Virginians are more likely to want their governor and attorney general to remain in office rather than resign over their past appearances in blackface, but they are split over whether their lieutenant governor should step down in light of sexual assault allegations, a new Quinnipiac University poll finds.
A 48% plurality of voters in the commonwealth say Gov. Ralph Northam should not resign while 42% say he should. Nearly two-thirds (65%) say he should not be impeached, though just 39% approve of the way he is handling his job while 44% disapprove.
Northam has fended off calls to resign after a racist photo from his 1984 medical school yearbook page went public earlier this month and he admitted to once darkening his face to resemble Michael Jackson in the '80s.
Virginian voters, however, are split on Lt. Gov. Justin Fairfax, a Democrat who faces accusations of sexual assault and rape, which he has denied.
Thirty-six percent say he should resign and 36% say he should remain in office, while 28% don't say either way. There are more undecided Democrats (32%) than Republicans (21%) or independents (25%).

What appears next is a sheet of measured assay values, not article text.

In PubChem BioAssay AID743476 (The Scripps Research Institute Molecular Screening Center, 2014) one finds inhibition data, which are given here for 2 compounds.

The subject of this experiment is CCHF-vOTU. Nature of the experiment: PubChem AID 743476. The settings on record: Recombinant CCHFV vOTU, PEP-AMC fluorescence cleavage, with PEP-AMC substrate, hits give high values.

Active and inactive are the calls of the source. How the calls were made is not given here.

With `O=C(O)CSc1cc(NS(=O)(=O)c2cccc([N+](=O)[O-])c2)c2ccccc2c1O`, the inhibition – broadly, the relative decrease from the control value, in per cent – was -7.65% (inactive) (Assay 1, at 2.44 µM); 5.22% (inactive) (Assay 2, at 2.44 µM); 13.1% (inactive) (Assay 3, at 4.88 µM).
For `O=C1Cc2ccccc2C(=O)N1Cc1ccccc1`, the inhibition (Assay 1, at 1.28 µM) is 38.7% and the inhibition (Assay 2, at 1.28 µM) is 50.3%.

Still, 37% say they believe Fairfax's accusers over his denials. Twelve percent believe Fairfax and 51% are undecided. There is almost no party gap on believing Fairfax's accusers, though Democrats are a bit more apt to say they believe Fairfax than are Republicans or independents.
And a majority of Virginia voters (54%) say Attorney General Mark Herring, a Democrat, should not resign while 22% say he should after he also admitted to once wearing blackface in the early 1980s.
Black voters are more apt to say each of the three should remain in office than resign (56% say Northam should not resign, 49% say so about Fairfax, 62% about Herring).
The poll finds nearly three-quarters of Virginia voters (72%) feel blackface is racist, with similar results among white and black voters, but wide gaps by age (57% of seniors say it's racist vs. 84% of those under age 35) and partisanship (80% of Democrats call it racist vs. 62% of Republicans, and 74% of independents say so).
A majority say blackface was not morally acceptable in the '80s (59%).
Sixty-one percent say prejudice against black people is a serious problem in Virginia now, but most (60%) say the state is less racist toward black people than a few decades ago. Black Virginia voters disagree, with 51% saying the level of racism is about the same now.
The Quinnipiac poll was conducted from February 14-18, among 1,150 Virginia voters reached via landline or cell phone. Results have a margin of error of plus or minus 4.2 percentage points.